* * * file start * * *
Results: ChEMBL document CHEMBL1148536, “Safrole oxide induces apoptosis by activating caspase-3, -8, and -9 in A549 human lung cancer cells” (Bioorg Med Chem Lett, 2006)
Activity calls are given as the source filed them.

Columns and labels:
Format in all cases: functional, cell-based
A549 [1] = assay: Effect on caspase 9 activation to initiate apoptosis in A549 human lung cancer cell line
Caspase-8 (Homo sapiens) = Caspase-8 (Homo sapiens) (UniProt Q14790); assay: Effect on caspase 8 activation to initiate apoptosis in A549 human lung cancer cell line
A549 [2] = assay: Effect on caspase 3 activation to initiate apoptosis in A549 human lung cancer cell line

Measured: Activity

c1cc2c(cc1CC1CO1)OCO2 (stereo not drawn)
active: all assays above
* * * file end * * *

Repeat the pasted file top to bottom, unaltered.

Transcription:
Results: ChEMBL document CHEMBL1148536, “Safrole oxide induces apoptosis by activating caspase-3, -8, and -9 in A549 human lung cancer cells” (Bioorg Med Chem Lett, 2006)
Activity calls are given as the source filed them.

Columns and labels:
Format in all cases: functional, cell-based
A549 [1] = assay: Effect on caspase 9 activation to initiate apoptosis in A549 human lung cancer cell line
Caspase-8 (Homo sapiens) = Caspase-8 (Homo sapiens) (UniProt Q14790); assay: Effect on caspase 8 activation to initiate apoptosis in A549 human lung cancer cell line
A549 [2] = assay: Effect on caspase 3 activation to initiate apoptosis in A549 human lung cancer cell line

Measured: Activity

c1cc2c(cc1CC1CO1)OCO2 (stereo not drawn)
active: all assays above